Jena's Roots In The Tree Of Life

Ernst Haeckel created the first phylogenetic ‘tree of life’ of organisms 150 years ago in Jena...

Australopithecus Afarensis: ‘Lucy’ Was A Tree Climber?

Evidence preserved in the internal skeletal structure of the famous Lucy fossil ( Australopithecus...

No Evidence For Age-based Mammography Cut-Off

There is no clear cut-off age to stop breast cancer screening, according to a new analysis which...

Neanderthals: Not So Dumb

Neanderthals modified their survival strategies even without external influences like environmental...

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In America's modern monolithic science culture, when a desired plan of action is advocated, they call for a 'Manhattan Project of' whatever they are seeking. It's not a great analogy. It reminds people that the last real government science success was 70 years ago and feels rather militant, since the goal of the Manhattan Project was to blow enemies to smithereens.

In the current U.S. gun ban debate, both sides are claiming they care about hunters - but it is a dwindling population among Americans and that will cause deer populations to grow out of control, according to new findings in the UK, which has been banning hunting since the days of Robin Hood.

In England, hunting is a pastime only for the wealthy, who can provide two well-known references when they apply with the police and satisfy that they have 'good cause' to possess a gun. The end result is the highest crime levels in the developed world and, as a study by the University of East Anglia (UEA) shows, a runaway deer population problem. 

French women are less likely to spend any time on any physical activities - not sports, exercise or even household chores, compared to women in Germany, Denmark, Sweden and the UK, according to a new survey.

The multi-national survey on sport and exercise habits also reveals that more than 50 percent of French women did not play competitive sport or spend any time on intensive workouts such as running or cycling in a given week. As the French women's football team prepare for this summer's UEFA Women's EURO in Sweden (that's soccer to you Yanks), the countdown to the championships offers an opportunity for women to kick start heart-healthy physical activities and set themselves the goal of being more active.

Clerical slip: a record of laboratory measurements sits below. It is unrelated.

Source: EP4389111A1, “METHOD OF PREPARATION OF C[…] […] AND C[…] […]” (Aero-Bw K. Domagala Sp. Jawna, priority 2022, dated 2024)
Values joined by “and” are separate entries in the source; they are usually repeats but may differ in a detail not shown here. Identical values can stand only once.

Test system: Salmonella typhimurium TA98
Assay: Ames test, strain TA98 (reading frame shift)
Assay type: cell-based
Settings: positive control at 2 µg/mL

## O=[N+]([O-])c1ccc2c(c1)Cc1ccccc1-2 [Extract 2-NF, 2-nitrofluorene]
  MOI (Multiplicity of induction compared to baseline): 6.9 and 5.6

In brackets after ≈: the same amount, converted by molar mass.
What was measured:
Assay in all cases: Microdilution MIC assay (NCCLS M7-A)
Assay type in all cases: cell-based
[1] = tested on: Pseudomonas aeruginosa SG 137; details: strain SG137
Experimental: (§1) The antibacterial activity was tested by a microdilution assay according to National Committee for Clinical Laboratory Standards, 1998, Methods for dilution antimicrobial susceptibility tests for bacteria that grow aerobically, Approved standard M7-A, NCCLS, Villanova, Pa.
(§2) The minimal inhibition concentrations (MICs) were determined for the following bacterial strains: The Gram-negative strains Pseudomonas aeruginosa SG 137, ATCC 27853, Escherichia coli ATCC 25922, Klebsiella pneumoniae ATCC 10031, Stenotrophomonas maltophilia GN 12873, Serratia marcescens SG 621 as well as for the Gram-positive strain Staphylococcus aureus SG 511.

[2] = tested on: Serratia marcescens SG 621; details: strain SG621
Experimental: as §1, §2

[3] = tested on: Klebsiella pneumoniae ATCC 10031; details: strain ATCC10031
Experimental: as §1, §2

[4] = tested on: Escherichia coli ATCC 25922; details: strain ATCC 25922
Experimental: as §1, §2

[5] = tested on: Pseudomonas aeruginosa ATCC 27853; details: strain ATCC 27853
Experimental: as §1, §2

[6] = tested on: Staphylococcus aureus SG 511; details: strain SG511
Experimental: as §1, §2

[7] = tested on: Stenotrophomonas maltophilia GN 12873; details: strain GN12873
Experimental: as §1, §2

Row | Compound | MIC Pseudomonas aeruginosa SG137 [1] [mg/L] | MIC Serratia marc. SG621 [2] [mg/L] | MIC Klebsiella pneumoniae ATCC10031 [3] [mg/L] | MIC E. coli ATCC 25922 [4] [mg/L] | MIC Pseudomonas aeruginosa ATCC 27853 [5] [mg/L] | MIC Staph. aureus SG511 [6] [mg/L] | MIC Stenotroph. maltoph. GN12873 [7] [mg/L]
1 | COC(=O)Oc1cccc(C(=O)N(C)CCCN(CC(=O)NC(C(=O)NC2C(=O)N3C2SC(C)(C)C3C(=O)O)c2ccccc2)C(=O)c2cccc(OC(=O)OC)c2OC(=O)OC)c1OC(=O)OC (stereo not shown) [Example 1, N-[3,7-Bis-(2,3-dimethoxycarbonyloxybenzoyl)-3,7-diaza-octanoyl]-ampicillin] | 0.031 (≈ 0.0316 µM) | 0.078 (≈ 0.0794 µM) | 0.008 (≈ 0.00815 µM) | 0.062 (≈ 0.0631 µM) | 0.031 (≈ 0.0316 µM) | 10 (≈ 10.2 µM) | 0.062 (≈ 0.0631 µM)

In Hollywood period pieces, ancient Egypt is disturbingly western-looking actresses rolling out of carpets in magnificent palaces. The reality seems to be different, even for the elites.

Governors and commoners alike suffered from hunger and malnutrition, a whole range of infectious diseases and an extremely high infant mortality rate, according to the Qubbet el-Hawa research project carried out by the University of Jaen, in which anthropologists from the Supreme Council of Antiquities of the Arab Republic of Egypt and the University of Granada sought to separate truth from legend.

If you are in the northern parts of the US (and lots of Canada) you will soon have sap running - and that means maple syrup. You probably don't think about the physiological aspects of syrup production - nor should you, that is why you have Science 2.0.

But now you can learn about the mechanisms of sap exudation—processes that trigger pressure differences causing sap to flow— while you eat your pancakes. In a paper published in the SIAM Journal on Applied Mathematics, authors Maurizio Ceseri and John Stockie propose a mathematical model for the essential physiological processes that drive sap flow. 

How is a 3-year-old better than a computer?  A pre-school child can look at a cartoon of a chicken and know that's a chicken but a computer cannot.  But things are getting better. In the International Journal of Applied Pattern Recognition, a
computer recognition system has been shown to be 99% accurate when identifying different fruits and vegetables, even the particular strain of apples or plums.